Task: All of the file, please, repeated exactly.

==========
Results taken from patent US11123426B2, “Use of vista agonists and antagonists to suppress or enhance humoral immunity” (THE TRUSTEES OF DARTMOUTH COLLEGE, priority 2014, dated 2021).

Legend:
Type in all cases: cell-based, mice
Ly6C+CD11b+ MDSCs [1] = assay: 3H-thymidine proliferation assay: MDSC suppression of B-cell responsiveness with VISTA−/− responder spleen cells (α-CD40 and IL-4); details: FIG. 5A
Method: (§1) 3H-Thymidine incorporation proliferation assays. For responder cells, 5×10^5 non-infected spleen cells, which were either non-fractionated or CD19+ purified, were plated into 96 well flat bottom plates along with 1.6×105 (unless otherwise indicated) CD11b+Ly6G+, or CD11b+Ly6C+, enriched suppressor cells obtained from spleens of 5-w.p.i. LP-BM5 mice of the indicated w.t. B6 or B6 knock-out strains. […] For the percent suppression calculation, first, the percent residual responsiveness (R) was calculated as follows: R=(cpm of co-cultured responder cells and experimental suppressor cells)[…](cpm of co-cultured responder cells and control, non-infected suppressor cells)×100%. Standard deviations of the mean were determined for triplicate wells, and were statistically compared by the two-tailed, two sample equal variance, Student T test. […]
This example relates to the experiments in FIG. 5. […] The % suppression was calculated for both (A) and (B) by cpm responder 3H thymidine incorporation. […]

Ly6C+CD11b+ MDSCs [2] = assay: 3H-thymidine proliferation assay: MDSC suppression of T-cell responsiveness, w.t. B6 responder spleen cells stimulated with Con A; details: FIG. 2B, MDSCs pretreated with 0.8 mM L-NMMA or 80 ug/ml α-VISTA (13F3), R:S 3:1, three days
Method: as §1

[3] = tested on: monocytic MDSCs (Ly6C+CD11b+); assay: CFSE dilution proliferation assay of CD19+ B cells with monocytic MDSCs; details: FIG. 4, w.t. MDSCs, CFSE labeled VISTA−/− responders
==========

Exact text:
Results taken from patent US11123426B2, “Use of vista agonists and antagonists to suppress or enhance humoral immunity” (THE TRUSTEES OF DARTMOUTH COLLEGE, priority 2014, dated 2021).

Legend:
Type in all cases: cell-based, mice
Ly6C+CD11b+ MDSCs [1] = assay: 3H-thymidine proliferation assay: MDSC suppression of B-cell responsiveness with VISTA−/− responder spleen cells (α-CD40 and IL-4); details: FIG. 5A
Method: (§1) 3H-Thymidine incorporation proliferation assays. For responder cells, 5×10^5 non-infected spleen cells, which were either non-fractionated or CD19+ purified, were plated into 96 well flat bottom plates along with 1.6×105 (unless otherwise indicated) CD11b+Ly6G+, or CD11b+Ly6C+, enriched suppressor cells obtained from spleens of 5-w.p.i. LP-BM5 mice of the indicated w.t. B6 or B6 knock-out strains. […] For the percent suppression calculation, first, the percent residual responsiveness (R) was calculated as follows: R=(cpm of co-cultured responder cells and experimental suppressor cells)[…](cpm of co-cultured responder cells and control, non-infected suppressor cells)×100%. Standard deviations of the mean were determined for triplicate wells, and were statistically compared by the two-tailed, two sample equal variance, Student T test. […]
This example relates to the experiments in FIG. 5. […] The % suppression was calculated for both (A) and (B) by cpm responder 3H thymidine incorporation. […]

Ly6C+CD11b+ MDSCs [2] = assay: 3H-thymidine proliferation assay: MDSC suppression of T-cell responsiveness, w.t. B6 responder spleen cells stimulated with Con A; details: FIG. 2B, MDSCs pretreated with 0.8 mM L-NMMA or 80 ug/ml α-VISTA (13F3), R:S 3:1, three days
Method: as §1

[3] = tested on: monocytic MDSCs (Ly6C+CD11b+); assay: CFSE dilution proliferation assay of CD19+ B cells with monocytic MDSCs; details: FIG. 4, w.t. MDSCs, CFSE labeled VISTA−/− responders